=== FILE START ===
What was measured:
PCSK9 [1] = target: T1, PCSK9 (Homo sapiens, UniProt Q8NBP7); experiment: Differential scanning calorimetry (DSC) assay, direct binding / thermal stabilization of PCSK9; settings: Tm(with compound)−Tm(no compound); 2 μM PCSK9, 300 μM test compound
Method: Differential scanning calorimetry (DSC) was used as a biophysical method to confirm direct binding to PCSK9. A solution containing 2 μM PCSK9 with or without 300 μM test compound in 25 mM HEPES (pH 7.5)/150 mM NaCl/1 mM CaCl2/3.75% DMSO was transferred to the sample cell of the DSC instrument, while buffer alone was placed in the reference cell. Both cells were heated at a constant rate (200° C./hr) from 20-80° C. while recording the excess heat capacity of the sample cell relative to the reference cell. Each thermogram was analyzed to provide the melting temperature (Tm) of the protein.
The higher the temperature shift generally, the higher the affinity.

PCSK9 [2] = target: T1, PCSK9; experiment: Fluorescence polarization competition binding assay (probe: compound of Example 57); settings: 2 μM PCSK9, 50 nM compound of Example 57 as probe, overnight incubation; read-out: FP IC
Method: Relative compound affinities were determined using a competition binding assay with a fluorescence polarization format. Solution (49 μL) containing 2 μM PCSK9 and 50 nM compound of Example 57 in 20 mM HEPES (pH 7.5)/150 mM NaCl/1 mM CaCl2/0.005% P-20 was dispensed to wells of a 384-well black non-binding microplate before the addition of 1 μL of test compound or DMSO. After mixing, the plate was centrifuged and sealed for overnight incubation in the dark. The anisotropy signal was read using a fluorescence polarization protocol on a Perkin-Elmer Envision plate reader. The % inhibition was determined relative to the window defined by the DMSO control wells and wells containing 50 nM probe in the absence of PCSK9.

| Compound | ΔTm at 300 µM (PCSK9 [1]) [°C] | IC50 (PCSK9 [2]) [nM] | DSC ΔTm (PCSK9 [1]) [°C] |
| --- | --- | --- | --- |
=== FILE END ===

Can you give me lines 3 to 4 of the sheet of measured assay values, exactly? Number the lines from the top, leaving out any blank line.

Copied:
Method: Differential scanning calorimetry (DSC) was used as a biophysical method to confirm direct binding to PCSK9. A solution containing 2 μM PCSK9 with or without 300 μM test compound in 25 mM HEPES (pH 7.5)/150 mM NaCl/1 mM CaCl2/3.75% DMSO was transferred to the sample cell of the DSC instrument, while buffer alone was placed in the reference cell. Both cells were heated at a constant rate (200° C./hr) from 20-80° C. while recording the excess heat capacity of the sample cell relative to the reference cell. Each thermogram was analyzed to provide the melting temperature (Tm) of the protein.
The higher the temperature shift generally, the higher the affinity.